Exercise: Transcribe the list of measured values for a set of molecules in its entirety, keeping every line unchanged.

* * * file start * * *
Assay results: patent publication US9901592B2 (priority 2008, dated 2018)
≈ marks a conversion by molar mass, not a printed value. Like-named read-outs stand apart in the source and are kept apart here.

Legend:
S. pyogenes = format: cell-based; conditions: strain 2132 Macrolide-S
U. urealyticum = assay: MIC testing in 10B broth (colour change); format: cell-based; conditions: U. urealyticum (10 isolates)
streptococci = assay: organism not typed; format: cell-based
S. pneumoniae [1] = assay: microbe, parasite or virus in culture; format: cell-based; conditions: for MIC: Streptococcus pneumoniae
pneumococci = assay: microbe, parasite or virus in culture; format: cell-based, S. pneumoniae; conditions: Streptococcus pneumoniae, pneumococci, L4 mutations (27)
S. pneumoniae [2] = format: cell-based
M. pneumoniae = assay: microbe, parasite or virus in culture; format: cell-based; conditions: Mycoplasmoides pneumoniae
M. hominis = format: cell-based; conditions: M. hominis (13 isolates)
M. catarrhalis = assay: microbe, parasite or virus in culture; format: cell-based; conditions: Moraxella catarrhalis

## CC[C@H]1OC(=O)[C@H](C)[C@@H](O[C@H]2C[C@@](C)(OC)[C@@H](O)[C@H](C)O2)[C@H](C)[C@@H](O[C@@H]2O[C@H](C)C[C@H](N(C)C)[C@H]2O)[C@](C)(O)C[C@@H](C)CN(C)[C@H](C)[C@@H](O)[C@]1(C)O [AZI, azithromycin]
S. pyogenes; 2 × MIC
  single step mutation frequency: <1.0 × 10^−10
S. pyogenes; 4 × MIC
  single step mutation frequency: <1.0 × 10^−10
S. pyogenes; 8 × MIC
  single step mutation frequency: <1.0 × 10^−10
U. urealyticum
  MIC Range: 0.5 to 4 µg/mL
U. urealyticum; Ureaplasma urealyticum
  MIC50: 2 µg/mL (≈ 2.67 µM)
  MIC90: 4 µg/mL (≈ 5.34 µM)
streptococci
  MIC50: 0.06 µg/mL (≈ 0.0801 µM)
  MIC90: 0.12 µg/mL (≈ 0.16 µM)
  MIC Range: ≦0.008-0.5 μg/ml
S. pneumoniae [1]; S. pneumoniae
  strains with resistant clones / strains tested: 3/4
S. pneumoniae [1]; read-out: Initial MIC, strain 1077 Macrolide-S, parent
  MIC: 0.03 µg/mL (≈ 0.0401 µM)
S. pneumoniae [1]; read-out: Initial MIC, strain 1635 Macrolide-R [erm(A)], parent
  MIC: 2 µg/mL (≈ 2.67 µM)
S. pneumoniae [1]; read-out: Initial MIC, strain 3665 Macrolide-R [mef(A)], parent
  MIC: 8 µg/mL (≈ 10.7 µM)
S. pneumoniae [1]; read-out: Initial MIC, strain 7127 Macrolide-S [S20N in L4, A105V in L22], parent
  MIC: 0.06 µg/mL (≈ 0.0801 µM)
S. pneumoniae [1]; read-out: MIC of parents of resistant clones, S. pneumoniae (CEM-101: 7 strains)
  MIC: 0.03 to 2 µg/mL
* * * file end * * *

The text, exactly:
Assay results: patent publication US9901592B2 (priority 2008, dated 2018)
≈ marks a conversion by molar mass, not a printed value. Like-named read-outs stand apart in the source and are kept apart here.

Legend:
S. pyogenes = format: cell-based; conditions: strain 2132 Macrolide-S
U. urealyticum = assay: MIC testing in 10B broth (colour change); format: cell-based; conditions: U. urealyticum (10 isolates)
streptococci = assay: organism not typed; format: cell-based
S. pneumoniae [1] = assay: microbe, parasite or virus in culture; format: cell-based; conditions: for MIC: Streptococcus pneumoniae
pneumococci = assay: microbe, parasite or virus in culture; format: cell-based, S. pneumoniae; conditions: Streptococcus pneumoniae, pneumococci, L4 mutations (27)
S. pneumoniae [2] = format: cell-based
M. pneumoniae = assay: microbe, parasite or virus in culture; format: cell-based; conditions: Mycoplasmoides pneumoniae
M. hominis = format: cell-based; conditions: M. hominis (13 isolates)
M. catarrhalis = assay: microbe, parasite or virus in culture; format: cell-based; conditions: Moraxella catarrhalis

## CC[C@H]1OC(=O)[C@H](C)[C@@H](O[C@H]2C[C@@](C)(OC)[C@@H](O)[C@H](C)O2)[C@H](C)[C@@H](O[C@@H]2O[C@H](C)C[C@H](N(C)C)[C@H]2O)[C@](C)(O)C[C@@H](C)CN(C)[C@H](C)[C@@H](O)[C@]1(C)O [AZI, azithromycin]
S. pyogenes; 2 × MIC
  single step mutation frequency: <1.0 × 10^−10
S. pyogenes; 4 × MIC
  single step mutation frequency: <1.0 × 10^−10
S. pyogenes; 8 × MIC
  single step mutation frequency: <1.0 × 10^−10
U. urealyticum
  MIC Range: 0.5 to 4 µg/mL
U. urealyticum; Ureaplasma urealyticum
  MIC50: 2 µg/mL (≈ 2.67 µM)
  MIC90: 4 µg/mL (≈ 5.34 µM)
streptococci
  MIC50: 0.06 µg/mL (≈ 0.0801 µM)
  MIC90: 0.12 µg/mL (≈ 0.16 µM)
  MIC Range: ≦0.008-0.5 μg/ml
S. pneumoniae [1]; S. pneumoniae
  strains with resistant clones / strains tested: 3/4
S. pneumoniae [1]; read-out: Initial MIC, strain 1077 Macrolide-S, parent
  MIC: 0.03 µg/mL (≈ 0.0401 µM)
S. pneumoniae [1]; read-out: Initial MIC, strain 1635 Macrolide-R [erm(A)], parent
  MIC: 2 µg/mL (≈ 2.67 µM)
S. pneumoniae [1]; read-out: Initial MIC, strain 3665 Macrolide-R [mef(A)], parent
  MIC: 8 µg/mL (≈ 10.7 µM)
S. pneumoniae [1]; read-out: Initial MIC, strain 7127 Macrolide-S [S20N in L4, A105V in L22], parent
  MIC: 0.06 µg/mL (≈ 0.0801 µM)
S. pneumoniae [1]; read-out: MIC of parents of resistant clones, S. pneumoniae (CEM-101: 7 strains)
  MIC: 0.03 to 2 µg/mL